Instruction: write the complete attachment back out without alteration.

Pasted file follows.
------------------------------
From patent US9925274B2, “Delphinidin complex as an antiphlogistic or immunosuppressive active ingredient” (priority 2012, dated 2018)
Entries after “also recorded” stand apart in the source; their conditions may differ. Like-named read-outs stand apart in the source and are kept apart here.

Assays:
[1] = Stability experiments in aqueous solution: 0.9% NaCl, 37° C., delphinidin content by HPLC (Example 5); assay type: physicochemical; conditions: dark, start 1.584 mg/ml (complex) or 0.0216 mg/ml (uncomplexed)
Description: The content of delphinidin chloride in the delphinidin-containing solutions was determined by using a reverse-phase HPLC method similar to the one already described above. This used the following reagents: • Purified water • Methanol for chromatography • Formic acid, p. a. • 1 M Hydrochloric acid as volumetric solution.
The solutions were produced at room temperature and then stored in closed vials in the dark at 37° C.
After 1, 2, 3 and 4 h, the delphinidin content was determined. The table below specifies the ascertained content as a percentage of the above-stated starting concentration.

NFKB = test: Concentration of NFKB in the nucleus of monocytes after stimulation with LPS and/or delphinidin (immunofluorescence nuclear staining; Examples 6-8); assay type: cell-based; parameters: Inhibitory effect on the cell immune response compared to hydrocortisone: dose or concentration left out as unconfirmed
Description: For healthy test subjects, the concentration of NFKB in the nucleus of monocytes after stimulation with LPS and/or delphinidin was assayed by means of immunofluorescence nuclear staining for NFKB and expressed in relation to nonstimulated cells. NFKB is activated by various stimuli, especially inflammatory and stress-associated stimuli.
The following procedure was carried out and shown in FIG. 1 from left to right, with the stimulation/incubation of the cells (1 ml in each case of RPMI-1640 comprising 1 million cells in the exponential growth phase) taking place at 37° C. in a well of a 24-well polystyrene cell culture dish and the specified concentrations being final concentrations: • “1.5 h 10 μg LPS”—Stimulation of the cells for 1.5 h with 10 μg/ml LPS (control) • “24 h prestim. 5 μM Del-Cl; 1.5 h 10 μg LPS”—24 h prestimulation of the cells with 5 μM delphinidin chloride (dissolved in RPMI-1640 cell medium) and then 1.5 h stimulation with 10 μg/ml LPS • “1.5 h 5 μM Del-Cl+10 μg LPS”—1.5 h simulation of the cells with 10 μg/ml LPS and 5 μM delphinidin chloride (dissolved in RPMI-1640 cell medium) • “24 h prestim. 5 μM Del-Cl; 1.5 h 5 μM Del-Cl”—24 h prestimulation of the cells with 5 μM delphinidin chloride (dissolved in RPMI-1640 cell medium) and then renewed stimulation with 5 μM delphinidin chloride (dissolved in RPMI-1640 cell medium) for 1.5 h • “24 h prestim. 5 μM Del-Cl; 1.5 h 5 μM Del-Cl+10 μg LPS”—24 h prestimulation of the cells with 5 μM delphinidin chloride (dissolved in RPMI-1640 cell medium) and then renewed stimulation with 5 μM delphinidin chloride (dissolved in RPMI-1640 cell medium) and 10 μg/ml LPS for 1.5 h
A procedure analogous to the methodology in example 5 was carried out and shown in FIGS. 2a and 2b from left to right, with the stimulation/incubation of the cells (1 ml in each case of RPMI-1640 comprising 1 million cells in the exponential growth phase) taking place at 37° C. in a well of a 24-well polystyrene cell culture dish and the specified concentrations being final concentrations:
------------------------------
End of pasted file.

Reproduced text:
From patent US9925274B2, “Delphinidin complex as an antiphlogistic or immunosuppressive active ingredient” (priority 2012, dated 2018)
Entries after “also recorded” stand apart in the source; their conditions may differ. Like-named read-outs stand apart in the source and are kept apart here.

Assays:
[1] = Stability experiments in aqueous solution: 0.9% NaCl, 37° C., delphinidin content by HPLC (Example 5); assay type: physicochemical; conditions: dark, start 1.584 mg/ml (complex) or 0.0216 mg/ml (uncomplexed)
Description: The content of delphinidin chloride in the delphinidin-containing solutions was determined by using a reverse-phase HPLC method similar to the one already described above. This used the following reagents: • Purified water • Methanol for chromatography • Formic acid, p. a. • 1 M Hydrochloric acid as volumetric solution.
The solutions were produced at room temperature and then stored in closed vials in the dark at 37° C.
After 1, 2, 3 and 4 h, the delphinidin content was determined. The table below specifies the ascertained content as a percentage of the above-stated starting concentration.

NFKB = test: Concentration of NFKB in the nucleus of monocytes after stimulation with LPS and/or delphinidin (immunofluorescence nuclear staining; Examples 6-8); assay type: cell-based; parameters: Inhibitory effect on the cell immune response compared to hydrocortisone: dose or concentration left out as unconfirmed
Description: For healthy test subjects, the concentration of NFKB in the nucleus of monocytes after stimulation with LPS and/or delphinidin was assayed by means of immunofluorescence nuclear staining for NFKB and expressed in relation to nonstimulated cells. NFKB is activated by various stimuli, especially inflammatory and stress-associated stimuli.
The following procedure was carried out and shown in FIG. 1 from left to right, with the stimulation/incubation of the cells (1 ml in each case of RPMI-1640 comprising 1 million cells in the exponential growth phase) taking place at 37° C. in a well of a 24-well polystyrene cell culture dish and the specified concentrations being final concentrations: • “1.5 h 10 μg LPS”—Stimulation of the cells for 1.5 h with 10 μg/ml LPS (control) • “24 h prestim. 5 μM Del-Cl; 1.5 h 10 μg LPS”—24 h prestimulation of the cells with 5 μM delphinidin chloride (dissolved in RPMI-1640 cell medium) and then 1.5 h stimulation with 10 μg/ml LPS • “1.5 h 5 μM Del-Cl+10 μg LPS”—1.5 h simulation of the cells with 10 μg/ml LPS and 5 μM delphinidin chloride (dissolved in RPMI-1640 cell medium) • “24 h prestim. 5 μM Del-Cl; 1.5 h 5 μM Del-Cl”—24 h prestimulation of the cells with 5 μM delphinidin chloride (dissolved in RPMI-1640 cell medium) and then renewed stimulation with 5 μM delphinidin chloride (dissolved in RPMI-1640 cell medium) for 1.5 h • “24 h prestim. 5 μM Del-Cl; 1.5 h 5 μM Del-Cl+10 μg LPS”—24 h prestimulation of the cells with 5 μM delphinidin chloride (dissolved in RPMI-1640 cell medium) and then renewed stimulation with 5 μM delphinidin chloride (dissolved in RPMI-1640 cell medium) and 10 μg/ml LPS for 1.5 h
A procedure analogous to the methodology in example 5 was carried out and shown in FIGS. 2a and 2b from left to right, with the stimulation/incubation of the cells (1 ml in each case of RPMI-1640 comprising 1 million cells in the exponential growth phase) taking place at 37° C. in a well of a 24-well polystyrene cell culture dish and the specified concentrations being final concentrations: